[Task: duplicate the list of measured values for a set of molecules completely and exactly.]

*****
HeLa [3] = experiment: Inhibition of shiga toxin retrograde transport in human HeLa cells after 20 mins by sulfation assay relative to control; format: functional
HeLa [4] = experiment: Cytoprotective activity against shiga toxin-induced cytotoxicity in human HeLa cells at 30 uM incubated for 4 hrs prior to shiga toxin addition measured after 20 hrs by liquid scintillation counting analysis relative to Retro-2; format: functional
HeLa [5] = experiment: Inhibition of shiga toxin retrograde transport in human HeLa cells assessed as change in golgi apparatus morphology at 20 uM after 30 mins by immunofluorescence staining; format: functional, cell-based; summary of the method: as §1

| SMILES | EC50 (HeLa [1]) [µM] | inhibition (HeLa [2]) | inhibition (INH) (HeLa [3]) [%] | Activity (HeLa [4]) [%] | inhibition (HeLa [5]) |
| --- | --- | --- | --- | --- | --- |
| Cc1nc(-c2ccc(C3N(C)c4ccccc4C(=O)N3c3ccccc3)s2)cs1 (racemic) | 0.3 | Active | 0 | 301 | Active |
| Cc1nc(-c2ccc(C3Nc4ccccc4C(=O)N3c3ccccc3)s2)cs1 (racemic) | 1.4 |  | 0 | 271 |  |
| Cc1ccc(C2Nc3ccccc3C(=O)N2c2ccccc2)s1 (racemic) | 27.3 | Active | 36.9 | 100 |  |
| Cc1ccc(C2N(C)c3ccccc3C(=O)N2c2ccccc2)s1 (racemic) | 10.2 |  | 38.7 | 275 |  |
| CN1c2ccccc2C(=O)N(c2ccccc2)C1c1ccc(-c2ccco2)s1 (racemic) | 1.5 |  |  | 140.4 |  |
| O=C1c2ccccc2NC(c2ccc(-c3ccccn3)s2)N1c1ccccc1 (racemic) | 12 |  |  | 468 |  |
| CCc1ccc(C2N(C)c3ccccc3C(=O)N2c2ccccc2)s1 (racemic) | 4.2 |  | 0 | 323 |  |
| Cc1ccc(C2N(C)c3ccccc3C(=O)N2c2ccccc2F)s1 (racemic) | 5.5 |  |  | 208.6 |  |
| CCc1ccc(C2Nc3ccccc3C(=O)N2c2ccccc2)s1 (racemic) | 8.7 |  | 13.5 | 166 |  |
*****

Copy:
HeLa [3] = experiment: Inhibition of shiga toxin retrograde transport in human HeLa cells after 20 mins by sulfation assay relative to control; format: functional
HeLa [4] = experiment: Cytoprotective activity against shiga toxin-induced cytotoxicity in human HeLa cells at 30 uM incubated for 4 hrs prior to shiga toxin addition measured after 20 hrs by liquid scintillation counting analysis relative to Retro-2; format: functional
HeLa [5] = experiment: Inhibition of shiga toxin retrograde transport in human HeLa cells assessed as change in golgi apparatus morphology at 20 uM after 30 mins by immunofluorescence staining; format: functional, cell-based; summary of the method: as §1

| SMILES | EC50 (HeLa [1]) [µM] | inhibition (HeLa [2]) | inhibition (INH) (HeLa [3]) [%] | Activity (HeLa [4]) [%] | inhibition (HeLa [5]) |
| --- | --- | --- | --- | --- | --- |
| Cc1nc(-c2ccc(C3N(C)c4ccccc4C(=O)N3c3ccccc3)s2)cs1 (racemic) | 0.3 | Active | 0 | 301 | Active |
| Cc1nc(-c2ccc(C3Nc4ccccc4C(=O)N3c3ccccc3)s2)cs1 (racemic) | 1.4 |  | 0 | 271 |  |
| Cc1ccc(C2Nc3ccccc3C(=O)N2c2ccccc2)s1 (racemic) | 27.3 | Active | 36.9 | 100 |  |
| Cc1ccc(C2N(C)c3ccccc3C(=O)N2c2ccccc2)s1 (racemic) | 10.2 |  | 38.7 | 275 |  |
| CN1c2ccccc2C(=O)N(c2ccccc2)C1c1ccc(-c2ccco2)s1 (racemic) | 1.5 |  |  | 140.4 |  |
| O=C1c2ccccc2NC(c2ccc(-c3ccccn3)s2)N1c1ccccc1 (racemic) | 12 |  |  | 468 |  |
| CCc1ccc(C2N(C)c3ccccc3C(=O)N2c2ccccc2)s1 (racemic) | 4.2 |  | 0 | 323 |  |
| Cc1ccc(C2N(C)c3ccccc3C(=O)N2c2ccccc2F)s1 (racemic) | 5.5 |  |  | 208.6 |  |
| CCc1ccc(C2Nc3ccccc3C(=O)N2c2ccccc2)s1 (racemic) | 8.7 |  | 13.5 | 166 |  |